The name chosen for a vessel needs to create a connection with the owner who assigns it, as it “baptises” her and provides an identity. Like a spark igniting its soul, transforming it from a hand crafted item into an authentic creature of the seas. Acquiring a used vessel is almost like adopting it, and it usually already has a name. Changing this name, from a practical standpoint is simple: you just need to go to the Port Authority with your ID and boating licence and fill in the proper form. But are you really sure you want to take this risk?

Some of you may not know that a boat’s name, according to a superstition that is still present today, cannot and should not be changed. I’ll explain better: if you want to simply make a slight variation or addition to the original name, that’s okay, but if you want to completely change it with a new one, not only will that bring you bad luck but it will also enrage the pagan god of the sea. There are many legends fuelled by just as many superstitions that project us into a world of fascinating beliefs, the same ones that once terrified sailors and that are now beguiling, but still lead to us  fulfilling rituals aimed at warding off bad luck.

Boats are at the centre of many myths and legends that might make many people smile, but not those who live and work with the sea, who consider this very serious stuff indeed. Some of these myths are rooted in Ancient Greek legend and say that every vessel that hit the water for the first time received a soul and a name that became a part of it, written into a special book kept by Poseidon, god of the seas. He was the master of the sailor’s lives and the ships, and everything surrounding them was in his authority. Interfering meant offending him, and changing the name of the boat was an unpardonable offence.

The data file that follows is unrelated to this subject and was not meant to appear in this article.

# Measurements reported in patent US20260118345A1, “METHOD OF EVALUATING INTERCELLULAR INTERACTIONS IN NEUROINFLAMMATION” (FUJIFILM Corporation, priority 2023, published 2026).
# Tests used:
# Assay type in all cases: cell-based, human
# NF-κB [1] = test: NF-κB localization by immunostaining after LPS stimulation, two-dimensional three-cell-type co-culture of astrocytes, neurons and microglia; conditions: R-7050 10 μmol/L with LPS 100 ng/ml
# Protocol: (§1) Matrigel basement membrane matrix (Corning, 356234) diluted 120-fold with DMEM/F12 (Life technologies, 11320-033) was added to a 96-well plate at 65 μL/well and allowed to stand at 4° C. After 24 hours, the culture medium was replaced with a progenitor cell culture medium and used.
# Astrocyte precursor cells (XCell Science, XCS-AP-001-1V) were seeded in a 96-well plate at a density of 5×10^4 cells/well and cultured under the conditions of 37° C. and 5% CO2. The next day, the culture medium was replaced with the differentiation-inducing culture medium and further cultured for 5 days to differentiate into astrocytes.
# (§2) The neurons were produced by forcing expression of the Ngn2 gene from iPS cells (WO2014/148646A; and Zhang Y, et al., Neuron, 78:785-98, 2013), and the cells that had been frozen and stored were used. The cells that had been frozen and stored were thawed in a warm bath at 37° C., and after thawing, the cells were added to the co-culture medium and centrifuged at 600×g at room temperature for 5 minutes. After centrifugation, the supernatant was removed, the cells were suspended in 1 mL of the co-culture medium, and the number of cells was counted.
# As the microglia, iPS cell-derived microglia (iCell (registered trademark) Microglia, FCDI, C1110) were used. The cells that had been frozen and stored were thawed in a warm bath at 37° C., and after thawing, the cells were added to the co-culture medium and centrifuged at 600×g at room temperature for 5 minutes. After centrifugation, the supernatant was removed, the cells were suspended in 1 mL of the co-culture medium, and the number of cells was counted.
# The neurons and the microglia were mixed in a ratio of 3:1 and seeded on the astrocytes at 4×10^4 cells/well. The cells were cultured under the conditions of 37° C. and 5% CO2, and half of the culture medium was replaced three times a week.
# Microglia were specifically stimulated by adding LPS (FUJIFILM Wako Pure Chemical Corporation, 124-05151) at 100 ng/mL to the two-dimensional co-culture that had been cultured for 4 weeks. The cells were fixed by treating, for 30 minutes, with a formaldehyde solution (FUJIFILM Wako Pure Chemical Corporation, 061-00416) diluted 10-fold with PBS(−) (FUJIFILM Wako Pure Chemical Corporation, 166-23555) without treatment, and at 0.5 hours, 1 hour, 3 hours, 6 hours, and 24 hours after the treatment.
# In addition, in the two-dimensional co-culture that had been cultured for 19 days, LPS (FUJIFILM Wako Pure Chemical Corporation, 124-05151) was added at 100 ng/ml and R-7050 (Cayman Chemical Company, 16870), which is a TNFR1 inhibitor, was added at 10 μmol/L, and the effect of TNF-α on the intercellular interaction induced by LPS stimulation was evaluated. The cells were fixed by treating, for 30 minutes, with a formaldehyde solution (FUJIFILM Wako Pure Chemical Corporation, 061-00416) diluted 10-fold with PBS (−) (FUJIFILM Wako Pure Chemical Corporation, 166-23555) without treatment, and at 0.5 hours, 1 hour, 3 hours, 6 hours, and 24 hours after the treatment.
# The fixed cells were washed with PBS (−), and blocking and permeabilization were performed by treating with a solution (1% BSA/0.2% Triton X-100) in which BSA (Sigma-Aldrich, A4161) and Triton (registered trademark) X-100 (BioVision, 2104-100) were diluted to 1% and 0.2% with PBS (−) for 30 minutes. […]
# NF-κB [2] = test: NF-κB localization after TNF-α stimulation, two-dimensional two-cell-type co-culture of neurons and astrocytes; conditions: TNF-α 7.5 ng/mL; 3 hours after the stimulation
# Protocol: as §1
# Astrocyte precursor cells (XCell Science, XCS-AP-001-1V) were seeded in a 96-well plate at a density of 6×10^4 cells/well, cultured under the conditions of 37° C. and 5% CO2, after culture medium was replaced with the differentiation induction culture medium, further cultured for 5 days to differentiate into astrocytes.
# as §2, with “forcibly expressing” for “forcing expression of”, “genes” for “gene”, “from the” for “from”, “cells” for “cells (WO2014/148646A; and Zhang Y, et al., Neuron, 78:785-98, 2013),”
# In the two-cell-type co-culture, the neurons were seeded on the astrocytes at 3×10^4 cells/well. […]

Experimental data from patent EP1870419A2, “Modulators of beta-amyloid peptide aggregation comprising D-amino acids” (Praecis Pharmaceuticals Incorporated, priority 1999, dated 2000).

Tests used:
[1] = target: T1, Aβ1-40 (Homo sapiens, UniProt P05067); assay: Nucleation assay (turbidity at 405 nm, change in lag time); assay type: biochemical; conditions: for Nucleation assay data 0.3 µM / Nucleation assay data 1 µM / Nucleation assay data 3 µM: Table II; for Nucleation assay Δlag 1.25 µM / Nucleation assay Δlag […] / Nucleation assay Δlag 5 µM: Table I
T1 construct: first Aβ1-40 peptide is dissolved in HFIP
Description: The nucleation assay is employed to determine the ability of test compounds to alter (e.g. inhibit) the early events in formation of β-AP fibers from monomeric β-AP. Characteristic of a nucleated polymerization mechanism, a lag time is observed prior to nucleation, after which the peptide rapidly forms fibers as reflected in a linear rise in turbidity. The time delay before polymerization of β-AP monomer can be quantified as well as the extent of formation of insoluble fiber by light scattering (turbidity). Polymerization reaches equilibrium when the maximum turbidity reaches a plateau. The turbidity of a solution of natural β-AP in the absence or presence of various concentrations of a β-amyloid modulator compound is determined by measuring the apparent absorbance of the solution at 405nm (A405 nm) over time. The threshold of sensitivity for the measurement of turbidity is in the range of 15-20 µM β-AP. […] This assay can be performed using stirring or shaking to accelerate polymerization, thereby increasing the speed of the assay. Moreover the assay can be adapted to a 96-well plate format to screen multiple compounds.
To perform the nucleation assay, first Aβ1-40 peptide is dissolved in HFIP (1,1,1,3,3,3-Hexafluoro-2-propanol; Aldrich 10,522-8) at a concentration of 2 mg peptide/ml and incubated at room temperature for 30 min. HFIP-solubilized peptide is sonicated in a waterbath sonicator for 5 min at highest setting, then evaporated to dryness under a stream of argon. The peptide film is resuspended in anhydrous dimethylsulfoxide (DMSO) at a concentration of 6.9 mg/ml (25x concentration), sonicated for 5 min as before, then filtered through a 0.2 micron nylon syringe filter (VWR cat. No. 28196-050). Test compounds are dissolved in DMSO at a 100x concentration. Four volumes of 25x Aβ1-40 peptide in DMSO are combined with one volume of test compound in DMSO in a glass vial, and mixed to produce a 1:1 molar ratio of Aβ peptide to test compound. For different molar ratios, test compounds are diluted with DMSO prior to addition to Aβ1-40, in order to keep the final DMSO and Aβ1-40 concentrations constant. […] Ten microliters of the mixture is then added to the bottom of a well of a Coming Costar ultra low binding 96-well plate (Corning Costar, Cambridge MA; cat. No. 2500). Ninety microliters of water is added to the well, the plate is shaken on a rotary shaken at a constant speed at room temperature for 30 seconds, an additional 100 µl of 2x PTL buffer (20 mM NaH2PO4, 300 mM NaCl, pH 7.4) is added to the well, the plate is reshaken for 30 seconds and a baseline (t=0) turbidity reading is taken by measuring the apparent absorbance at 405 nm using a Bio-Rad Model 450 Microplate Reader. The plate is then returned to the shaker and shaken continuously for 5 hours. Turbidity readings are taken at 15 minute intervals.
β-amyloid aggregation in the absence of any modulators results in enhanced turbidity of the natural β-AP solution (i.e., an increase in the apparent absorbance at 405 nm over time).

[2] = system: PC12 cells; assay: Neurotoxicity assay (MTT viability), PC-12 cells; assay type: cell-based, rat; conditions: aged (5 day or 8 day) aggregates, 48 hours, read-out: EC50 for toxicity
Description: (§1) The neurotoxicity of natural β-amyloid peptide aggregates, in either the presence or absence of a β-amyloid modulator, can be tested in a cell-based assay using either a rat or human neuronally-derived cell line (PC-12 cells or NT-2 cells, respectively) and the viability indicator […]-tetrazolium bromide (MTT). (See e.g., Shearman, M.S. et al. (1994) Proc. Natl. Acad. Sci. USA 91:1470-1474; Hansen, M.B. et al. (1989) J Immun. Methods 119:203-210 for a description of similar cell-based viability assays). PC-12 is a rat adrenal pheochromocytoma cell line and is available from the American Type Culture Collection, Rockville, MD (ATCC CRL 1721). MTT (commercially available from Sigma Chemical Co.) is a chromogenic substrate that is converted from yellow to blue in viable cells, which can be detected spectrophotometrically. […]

This was also something that would not be pardoned by the beautiful figureheads – the wooden carvings that, between the XVI and XIX centuries were placed on the bow of vessels and were originally used on majestic galleons. Traditionally, these represented a female figure, the only woman allowed on board, and custodian of the ship’s name, According to legend, changing the ship’s name would have made the figurehead jealous, and, for revenge, she could cause the ship to sink.

Throughout history the (possibly) illusory need for protection made seafarers superstitious, and sailors looked to the oceans with caution, fear and reverence, following their beliefs in the hopes of attracting good luck and keeping disaster at bay. The intriguing legends that abound in our ports, although appearing bizarre to many, are still part of that unbreakable bond created in marine culture. These remind us that we are only guests on the water and that this magical water, a fundamental resource for our survival, requires humility and respect.

Before finishing, I want to say that if you really want to change the name of your vessel without provoking Poseidon’s wrath, all you need to do is go out to sea and cut through the wake of a friendly vessel a few times. Or, if you have more time, go off shore armed with a bottle of champagne and a plaque with the name you want to change, and call upon the god of the seas, with the appropriate ritual and solemnity, and say these words:

Oh great and powerful Lord of the Seas and Oceans, to whom all vessels and persons travelling over your vast dominion must pay homage, we beg you to erase the name (insert old ship name here), which is no longer a part of your kingdom (throw the plaque into the water off the bow). We invoke your clemency in accepting in your registry this precious ship, from now on known as (insert new name), protecting it with your powers and your trident and ensuring safe and fast travels across your vast realm. In appreciation of your dispensation, munificence and in honour of your greatness, we offer you this libation.”

Don’t be stingy, and pour the entire contents of the bottle into the water. If you want to save a drop, use it to drink a toast to the ship’s new name.


Priscilla Baldesi